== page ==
Hunting for mushrooms, preserving perfumes and soaking dried beans

Antique perfume bottles perfect for perfume, scented home fragrances, candles and cologne.
Suzanne DeChillo | The New York Times
Antique perfume bottles perfect for perfume, scented home fragrances, candles and cologne.
Posted April 11, 2011, at 9:43 p.m.
Last modified April 11, 2011, at 10:44 p.m.
A wild Shitaki Mushroom at the "Wild Food Gathering stand at the South Street Seaport, New Amsterdam Market.
Michelle V. Agins | The New York Times
A wild Shitaki Mushroom at the "Wild Food Gathering stand at the South Street Seaport, New Amsterdam Market.

Q: Can you tell me about mushroom hunting? I’m interested in trying it but don’t know where to begin.

A: Although mushrooms pop up year-round, spring is the unofficial start of mushroom season for many hunters. Warmer temperatures and rain create ideal growing conditions for a wide variety of fungi. And while there are few things as satisfying as discovering a patch of gorgeous and delicious mushrooms to harvest and enjoy, a search must be undertaken judiciously.

An array of wild mushrooms are edible, but many others are mildly poisonous, causing violent stomach upset; some are deadly. Recognizing the difference is not easy, particularly for a beginner. For safety, identify every mushroom you collect. If you have any doubt about a particular fungus, discard it.

Consulting reliable field guides and taking classes are good steps in learning to identify mushrooms, but it’s best and safest to apprentice with an expert. In the United States, you can find a mycology club in your area through the North American Mycological Association (www.namyco.org/clubs), and attend meetings to acquaint yourself with enthusiasts, both amateur and professional. The biggest challenge will be convincing mushroom hunters to let you tag along when they forage, because their favorite spots likely are closely guarded secrets. Once you are invited, take plenty of notes so that you will know what to look for when you’re ready to find your own patch.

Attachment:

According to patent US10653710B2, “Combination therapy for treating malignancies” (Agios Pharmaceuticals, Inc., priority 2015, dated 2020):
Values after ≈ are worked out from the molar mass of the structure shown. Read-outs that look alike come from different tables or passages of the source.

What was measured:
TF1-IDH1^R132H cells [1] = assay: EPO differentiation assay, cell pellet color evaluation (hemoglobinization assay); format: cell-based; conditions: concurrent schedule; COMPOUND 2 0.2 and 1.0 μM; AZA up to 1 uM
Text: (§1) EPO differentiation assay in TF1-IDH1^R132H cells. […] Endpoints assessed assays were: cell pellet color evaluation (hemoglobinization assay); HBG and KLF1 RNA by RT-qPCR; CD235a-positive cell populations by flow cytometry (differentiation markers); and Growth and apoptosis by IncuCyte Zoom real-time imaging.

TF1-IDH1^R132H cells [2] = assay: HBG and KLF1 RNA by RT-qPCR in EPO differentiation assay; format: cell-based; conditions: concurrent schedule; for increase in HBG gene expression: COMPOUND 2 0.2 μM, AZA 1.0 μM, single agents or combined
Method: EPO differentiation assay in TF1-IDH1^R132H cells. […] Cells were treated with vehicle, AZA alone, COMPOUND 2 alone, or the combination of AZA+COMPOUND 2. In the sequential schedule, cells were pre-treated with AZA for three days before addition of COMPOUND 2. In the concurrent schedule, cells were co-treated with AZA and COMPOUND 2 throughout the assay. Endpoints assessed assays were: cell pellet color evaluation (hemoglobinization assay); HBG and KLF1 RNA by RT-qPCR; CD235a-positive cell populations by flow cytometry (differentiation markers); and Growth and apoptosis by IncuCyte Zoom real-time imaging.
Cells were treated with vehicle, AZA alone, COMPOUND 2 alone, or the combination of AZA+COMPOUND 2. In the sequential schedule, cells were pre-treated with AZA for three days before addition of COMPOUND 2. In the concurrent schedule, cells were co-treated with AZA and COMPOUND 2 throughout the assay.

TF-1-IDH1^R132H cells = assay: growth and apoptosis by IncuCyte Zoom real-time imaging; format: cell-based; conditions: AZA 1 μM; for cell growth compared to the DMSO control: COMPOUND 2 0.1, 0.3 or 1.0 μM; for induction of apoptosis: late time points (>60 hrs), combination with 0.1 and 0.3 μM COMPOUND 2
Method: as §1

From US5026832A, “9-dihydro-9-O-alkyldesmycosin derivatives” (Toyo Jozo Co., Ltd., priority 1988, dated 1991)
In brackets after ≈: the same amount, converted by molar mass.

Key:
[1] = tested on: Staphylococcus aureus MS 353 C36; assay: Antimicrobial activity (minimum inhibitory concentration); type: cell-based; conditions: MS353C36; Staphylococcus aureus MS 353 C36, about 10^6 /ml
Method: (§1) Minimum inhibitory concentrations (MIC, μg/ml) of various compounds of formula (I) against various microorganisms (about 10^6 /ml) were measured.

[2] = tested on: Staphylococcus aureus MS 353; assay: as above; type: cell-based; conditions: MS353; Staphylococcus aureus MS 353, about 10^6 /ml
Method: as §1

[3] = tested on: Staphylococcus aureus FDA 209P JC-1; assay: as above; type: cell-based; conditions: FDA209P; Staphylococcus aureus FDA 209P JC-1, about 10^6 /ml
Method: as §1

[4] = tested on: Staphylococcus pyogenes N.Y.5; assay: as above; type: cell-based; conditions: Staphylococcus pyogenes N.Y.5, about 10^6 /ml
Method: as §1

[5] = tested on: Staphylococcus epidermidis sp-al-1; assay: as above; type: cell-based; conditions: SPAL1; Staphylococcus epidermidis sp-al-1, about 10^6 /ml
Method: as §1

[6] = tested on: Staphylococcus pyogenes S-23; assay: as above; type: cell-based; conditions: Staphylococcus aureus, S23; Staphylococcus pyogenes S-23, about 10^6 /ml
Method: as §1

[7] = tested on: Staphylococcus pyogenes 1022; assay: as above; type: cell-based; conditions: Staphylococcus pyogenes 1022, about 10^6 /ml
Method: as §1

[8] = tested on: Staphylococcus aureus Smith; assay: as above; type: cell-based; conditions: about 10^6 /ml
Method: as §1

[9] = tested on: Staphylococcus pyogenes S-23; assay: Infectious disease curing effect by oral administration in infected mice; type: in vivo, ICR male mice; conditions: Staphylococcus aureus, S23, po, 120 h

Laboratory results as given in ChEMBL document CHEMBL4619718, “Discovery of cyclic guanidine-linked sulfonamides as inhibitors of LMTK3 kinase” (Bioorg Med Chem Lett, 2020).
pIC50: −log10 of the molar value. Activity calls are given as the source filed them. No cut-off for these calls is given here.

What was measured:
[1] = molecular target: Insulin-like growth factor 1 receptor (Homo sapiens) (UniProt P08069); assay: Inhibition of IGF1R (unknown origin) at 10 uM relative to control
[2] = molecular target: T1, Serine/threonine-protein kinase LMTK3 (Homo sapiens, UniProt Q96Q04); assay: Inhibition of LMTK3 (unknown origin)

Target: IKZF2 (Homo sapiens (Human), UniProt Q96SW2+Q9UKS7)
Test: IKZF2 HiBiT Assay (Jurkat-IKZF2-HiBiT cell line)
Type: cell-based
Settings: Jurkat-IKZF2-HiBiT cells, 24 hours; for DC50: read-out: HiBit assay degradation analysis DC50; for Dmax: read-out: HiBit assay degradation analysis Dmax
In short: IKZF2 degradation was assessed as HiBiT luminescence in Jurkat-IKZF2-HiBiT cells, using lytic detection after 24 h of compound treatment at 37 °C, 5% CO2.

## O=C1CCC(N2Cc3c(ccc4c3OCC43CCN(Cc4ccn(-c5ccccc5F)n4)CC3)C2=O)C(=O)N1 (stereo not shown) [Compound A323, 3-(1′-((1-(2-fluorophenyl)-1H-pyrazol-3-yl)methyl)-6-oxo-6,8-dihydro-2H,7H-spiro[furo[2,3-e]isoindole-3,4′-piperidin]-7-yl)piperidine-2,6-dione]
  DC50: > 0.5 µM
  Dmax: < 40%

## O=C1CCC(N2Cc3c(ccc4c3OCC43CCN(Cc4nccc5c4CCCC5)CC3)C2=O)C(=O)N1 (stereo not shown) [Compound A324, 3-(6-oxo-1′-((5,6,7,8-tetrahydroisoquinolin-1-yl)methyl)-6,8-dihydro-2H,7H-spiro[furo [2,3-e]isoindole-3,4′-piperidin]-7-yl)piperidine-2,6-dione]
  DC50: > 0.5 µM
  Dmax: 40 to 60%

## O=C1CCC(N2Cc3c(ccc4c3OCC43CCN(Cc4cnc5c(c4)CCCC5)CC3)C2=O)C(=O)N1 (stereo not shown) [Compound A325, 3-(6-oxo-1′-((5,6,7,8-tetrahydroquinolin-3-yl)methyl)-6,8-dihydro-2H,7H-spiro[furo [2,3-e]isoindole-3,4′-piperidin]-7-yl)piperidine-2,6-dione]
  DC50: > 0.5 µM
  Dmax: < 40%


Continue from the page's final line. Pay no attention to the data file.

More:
Q: Some of my favorite perfumes have darkened. Are they still usable?

A: If you keep perfume in a cool spot, out of direct sunlight, it will smell much the same two years after its purchase.

Warm temperatures (high 70s and 80s) and sunlight break down the oils in perfume, shortening its life span, says Olivier Gillotin, who creates perfumes at Givaudin. Using your perfume regularly also has an effect: Letting air into the bottle causes the liquid to oxidize. Over time, this alters the odor and may change the color. (Sunlight also can affect the color.) But just because a fragrance is more than a couple of years old or has a new shade doesn’t mean you should toss it. Often, even if the top notes (the initial aroma, which lasts 10 to 20 minutes after spritzing) smell “off,” the scent may be as lovely as ever after that. In this case, you could enjoy your fragrance for another five years or more.

When purchasing perfume, choose a small bottle with a spray dispenser to let less air in. To truly prolong the life of a perfume, store it in the refrigerator; the low temperature and darkness can preserve it for 10 or more years.

Q: Soaking and cooking dried beans takes a long time. Is there a way to speed up the process?

A: You can cut the preparation time significantly. To reduce the soaking period from as long as a day to about an hour, place beans in a saucepan, cover them with cold water and bring to a boil. Turn off the heat and let the beans sit, covered, for an hour. Drain and rinse the beans before cooking.

To reduce the cooking time by half, or even more, use a pressure cooker. Follow the device’s instruction manual.

Questions should be addressed to Living, care of The New York Times Syndication Sales Corp., 122 E. 42nd St., New York, N.Y. 10168. Include name and daytime telephone number. Questions also may be sent by e-mail to: living@nytimes.com.

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